A Climate of Crisis: America in the Age of Environmentalism

A Climate of Crisis: America in the Age of Environmentalism

by Patrick Allitt

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Overview

A Climate of Crisis: America in the Age of Environmentalism by Patrick Allitt

A provocative history of the environmental movement in America, showing how this rise to political and social prominence produced a culture of alarmism that has often distorted the facts

Few issues today excite more passion or alarm than the specter of climate change. In A Climate of Crisis, historian Patrick Allitt shows that our present climate of crisis is far from exceptional. Indeed, the environmental debates of the last half century are defined by exaggeration and fearmongering from all sides, often at the expense of the facts.

In a real sense, Allitt shows us, collective anxiety about widespread environmental danger began with the atomic bomb. As postwar suburbanization transformed the American landscape, more research and better tools for measurement began to reveal the consequences of economic success. A climate of anxiety became a climate of alarm, often at odds with reality. The sixties generation transformed environmentalism from a set of special interests into a mass movement. By the first Earth Day in 1970, journalists and politicians alike were urging major initiatives to remedy environmental harm. In fact, the work of the new Environmental Protection Agency and a series of clean air and water acts from a responsive Congress inaugurated a largely successful cleanup.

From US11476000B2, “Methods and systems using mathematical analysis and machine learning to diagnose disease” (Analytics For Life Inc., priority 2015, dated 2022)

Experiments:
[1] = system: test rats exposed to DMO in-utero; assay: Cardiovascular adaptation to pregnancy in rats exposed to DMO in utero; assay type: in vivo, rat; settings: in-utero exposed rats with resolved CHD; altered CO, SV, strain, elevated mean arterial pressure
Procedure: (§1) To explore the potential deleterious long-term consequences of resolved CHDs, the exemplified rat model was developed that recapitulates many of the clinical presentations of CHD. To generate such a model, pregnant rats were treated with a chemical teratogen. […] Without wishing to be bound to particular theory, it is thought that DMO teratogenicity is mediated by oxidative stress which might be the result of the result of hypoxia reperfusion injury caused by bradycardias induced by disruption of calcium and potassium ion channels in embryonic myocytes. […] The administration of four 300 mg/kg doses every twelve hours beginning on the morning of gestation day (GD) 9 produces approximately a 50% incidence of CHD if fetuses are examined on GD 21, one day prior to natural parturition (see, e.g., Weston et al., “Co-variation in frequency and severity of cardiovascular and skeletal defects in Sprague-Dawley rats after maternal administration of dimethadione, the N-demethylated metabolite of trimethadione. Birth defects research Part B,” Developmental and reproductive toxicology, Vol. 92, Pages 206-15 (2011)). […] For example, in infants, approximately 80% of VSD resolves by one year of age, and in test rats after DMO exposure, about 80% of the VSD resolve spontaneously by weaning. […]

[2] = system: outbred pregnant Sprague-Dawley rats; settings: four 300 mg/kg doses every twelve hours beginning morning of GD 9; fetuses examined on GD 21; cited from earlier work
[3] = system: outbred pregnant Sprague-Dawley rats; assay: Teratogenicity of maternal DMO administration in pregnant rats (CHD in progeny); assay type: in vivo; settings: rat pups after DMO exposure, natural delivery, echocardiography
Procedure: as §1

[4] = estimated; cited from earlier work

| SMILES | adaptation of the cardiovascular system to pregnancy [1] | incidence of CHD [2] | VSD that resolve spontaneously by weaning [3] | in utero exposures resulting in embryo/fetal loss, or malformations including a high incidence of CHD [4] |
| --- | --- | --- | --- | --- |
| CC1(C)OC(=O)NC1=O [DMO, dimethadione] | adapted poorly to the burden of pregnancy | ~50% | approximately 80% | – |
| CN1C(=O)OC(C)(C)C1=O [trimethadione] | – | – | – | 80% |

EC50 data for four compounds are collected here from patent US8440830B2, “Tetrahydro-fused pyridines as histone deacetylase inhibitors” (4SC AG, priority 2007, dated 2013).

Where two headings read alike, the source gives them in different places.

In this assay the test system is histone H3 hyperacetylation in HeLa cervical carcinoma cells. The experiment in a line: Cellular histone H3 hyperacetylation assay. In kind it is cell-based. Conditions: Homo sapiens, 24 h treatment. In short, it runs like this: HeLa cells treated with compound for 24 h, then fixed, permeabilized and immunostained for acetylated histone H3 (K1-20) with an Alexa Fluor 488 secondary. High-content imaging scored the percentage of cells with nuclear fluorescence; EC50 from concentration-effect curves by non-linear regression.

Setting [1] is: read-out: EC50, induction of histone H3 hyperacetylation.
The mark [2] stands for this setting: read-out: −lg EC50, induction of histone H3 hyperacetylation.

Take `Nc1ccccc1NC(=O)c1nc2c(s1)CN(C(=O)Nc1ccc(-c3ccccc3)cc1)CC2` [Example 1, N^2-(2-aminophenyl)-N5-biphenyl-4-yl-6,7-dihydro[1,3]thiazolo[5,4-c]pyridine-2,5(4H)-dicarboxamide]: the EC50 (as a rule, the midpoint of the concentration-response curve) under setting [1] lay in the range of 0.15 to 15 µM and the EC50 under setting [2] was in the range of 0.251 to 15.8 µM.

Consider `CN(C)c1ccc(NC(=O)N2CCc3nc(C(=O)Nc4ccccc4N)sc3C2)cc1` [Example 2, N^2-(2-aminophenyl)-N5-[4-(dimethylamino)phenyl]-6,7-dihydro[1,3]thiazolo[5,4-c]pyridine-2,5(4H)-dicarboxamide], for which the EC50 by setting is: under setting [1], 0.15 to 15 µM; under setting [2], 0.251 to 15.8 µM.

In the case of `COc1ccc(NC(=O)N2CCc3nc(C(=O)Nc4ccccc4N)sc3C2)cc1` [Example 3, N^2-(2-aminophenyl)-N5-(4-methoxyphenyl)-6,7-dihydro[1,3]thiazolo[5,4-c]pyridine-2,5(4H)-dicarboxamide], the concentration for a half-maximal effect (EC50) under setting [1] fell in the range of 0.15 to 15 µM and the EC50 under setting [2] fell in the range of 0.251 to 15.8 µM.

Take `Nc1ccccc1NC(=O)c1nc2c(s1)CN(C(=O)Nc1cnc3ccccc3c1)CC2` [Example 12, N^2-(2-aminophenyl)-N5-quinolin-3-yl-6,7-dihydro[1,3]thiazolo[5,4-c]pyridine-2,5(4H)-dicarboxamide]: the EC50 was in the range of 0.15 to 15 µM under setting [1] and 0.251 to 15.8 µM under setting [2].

Political polarization around environmental questions after 1980 had consequences that we still feel today. Since then, the general polarization of American politics has mirrored that of environmental politics, as pro-environmentalists and their critics attribute to one another the worst possible motives. Environmentalists see their critics as greedy special interest groups that show no conscience as they plunder the earth while skeptics see their adversaries as enemies of economic growth whose plans stifle initiative under an avalanche of bureaucratic regulation.

There may be a germ of truth in both views, but more than a germ of falsehood too. America’s worst environmental problems have proven to be manageable; the regulations and cleanups of the last sixty years have often worked, and science and technology have continued to improve industrial efficiency. Our present situation is serious, argues Allitt, but it is far from hopeless. Sweeping and provocative, A Climate of Crisis challenges our basic assumptions about the environment, no matter where we fall along the spectrum—reminding us that the answers to our most pressing questions are sometimes found in understanding the past.